I would imagine that by now everyone has heard about Apple's
iPhone 4s, and its acquired voice command software, Siri. Siri has been such a hit that Android developer Dextra has released a new app for Android entitled Iris. The company obviously has a great sense of humor because the name is an anagram, which stands for Intelligent Rival Imitation of Siri and is, itself, Siri spelled backwards.
All of the fun being poked at Apple aside, the software itself is a lot more fun than Siri. While Iris may not be as productive, she certainly can hold a conversation like no other artificial intelligence, Smarter Child included. Rather than trying to schedule an alarm when you say something, Iris will respond with appropriate conversational responses. For example, "How much wood could a woodchuck chuck" results in "A woodchuck could chuck as much wood as a woodchuck could chuck obviously." Even her response to "Who are you" is met with a joke about Siri.
Sure, using voice to do calculations between cities and such is fun, it is definitely not the productive, useful system that Siri is. If you have an Android phone and enjoyed interacting with Smarter Child and his friends on AIM,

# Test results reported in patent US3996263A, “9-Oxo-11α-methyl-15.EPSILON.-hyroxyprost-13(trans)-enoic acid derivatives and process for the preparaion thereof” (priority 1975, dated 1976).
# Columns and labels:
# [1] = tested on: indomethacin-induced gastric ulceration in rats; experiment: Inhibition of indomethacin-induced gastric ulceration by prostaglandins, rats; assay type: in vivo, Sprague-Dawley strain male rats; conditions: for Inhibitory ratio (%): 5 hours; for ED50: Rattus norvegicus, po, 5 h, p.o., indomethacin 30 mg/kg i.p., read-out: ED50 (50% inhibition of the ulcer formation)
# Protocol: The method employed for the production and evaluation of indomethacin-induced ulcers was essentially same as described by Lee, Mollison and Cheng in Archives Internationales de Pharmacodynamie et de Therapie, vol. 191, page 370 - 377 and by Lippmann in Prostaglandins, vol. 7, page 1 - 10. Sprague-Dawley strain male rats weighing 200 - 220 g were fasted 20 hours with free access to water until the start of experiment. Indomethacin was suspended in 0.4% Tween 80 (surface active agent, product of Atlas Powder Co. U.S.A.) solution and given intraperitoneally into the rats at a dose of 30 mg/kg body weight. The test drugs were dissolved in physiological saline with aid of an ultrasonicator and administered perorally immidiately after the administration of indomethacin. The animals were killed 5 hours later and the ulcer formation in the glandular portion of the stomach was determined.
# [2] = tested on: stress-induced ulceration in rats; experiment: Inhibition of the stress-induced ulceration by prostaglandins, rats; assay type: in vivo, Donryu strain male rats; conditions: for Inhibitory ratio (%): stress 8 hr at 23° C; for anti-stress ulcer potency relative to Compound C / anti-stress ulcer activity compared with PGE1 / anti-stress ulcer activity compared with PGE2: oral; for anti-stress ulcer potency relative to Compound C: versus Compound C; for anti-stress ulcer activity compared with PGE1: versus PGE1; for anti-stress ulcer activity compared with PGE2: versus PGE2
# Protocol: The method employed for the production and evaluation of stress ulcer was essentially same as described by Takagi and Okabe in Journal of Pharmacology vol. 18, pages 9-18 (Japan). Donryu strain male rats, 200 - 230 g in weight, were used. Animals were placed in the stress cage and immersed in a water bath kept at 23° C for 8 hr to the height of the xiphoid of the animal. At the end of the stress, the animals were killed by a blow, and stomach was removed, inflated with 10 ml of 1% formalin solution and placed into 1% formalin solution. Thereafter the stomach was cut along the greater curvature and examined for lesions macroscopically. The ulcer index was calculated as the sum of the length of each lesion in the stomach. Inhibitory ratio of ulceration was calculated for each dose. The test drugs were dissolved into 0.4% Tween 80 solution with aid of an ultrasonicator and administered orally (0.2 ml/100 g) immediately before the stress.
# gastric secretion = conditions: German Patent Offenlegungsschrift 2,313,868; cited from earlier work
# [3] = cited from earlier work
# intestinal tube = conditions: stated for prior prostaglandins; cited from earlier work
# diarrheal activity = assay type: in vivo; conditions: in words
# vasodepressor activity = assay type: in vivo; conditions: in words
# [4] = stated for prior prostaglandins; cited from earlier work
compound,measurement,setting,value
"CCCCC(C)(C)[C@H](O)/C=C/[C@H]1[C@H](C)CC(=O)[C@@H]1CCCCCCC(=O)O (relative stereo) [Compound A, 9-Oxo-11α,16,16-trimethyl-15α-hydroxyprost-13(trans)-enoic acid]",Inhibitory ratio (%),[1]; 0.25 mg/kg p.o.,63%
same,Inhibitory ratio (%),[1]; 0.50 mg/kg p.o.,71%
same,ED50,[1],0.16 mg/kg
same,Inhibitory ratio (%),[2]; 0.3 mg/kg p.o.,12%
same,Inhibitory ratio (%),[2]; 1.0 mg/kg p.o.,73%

give this app a try. If you're looking for something to be productive, however, you might want to look elsewhere.
If you do try it out, let us know your favorite conversation in the comments section.
From their announcement of a
possible IPO a couple of months ago to looking for a new suitor, Zynga has been trying to expand from being just the "Facebook game company." This week, the company decided to officially say that it will be transitioning into a self-sustained machine that will no longer be tied as strongly to Facebook as it was before. Instead, Zynga will start to sell its line of games straight to online or mobile platform users.
With an IPO that could make the company worth $20 billion, Zynga is looking to directly impact the 230+ million monthly users who play their games on Facebook. We have more on Zynga's "it's not you, it's me" attitude after the break.
Given the prolonged economic downtown the U.S. has been experiencing since 2007 it comes as a surprise to me that a Lithuanian company called
Etronika not only seems to have their mind on their money and their money on their mind but also wants to make money fun, like Monopoly, by associating it with Kinect for the Xbox 360.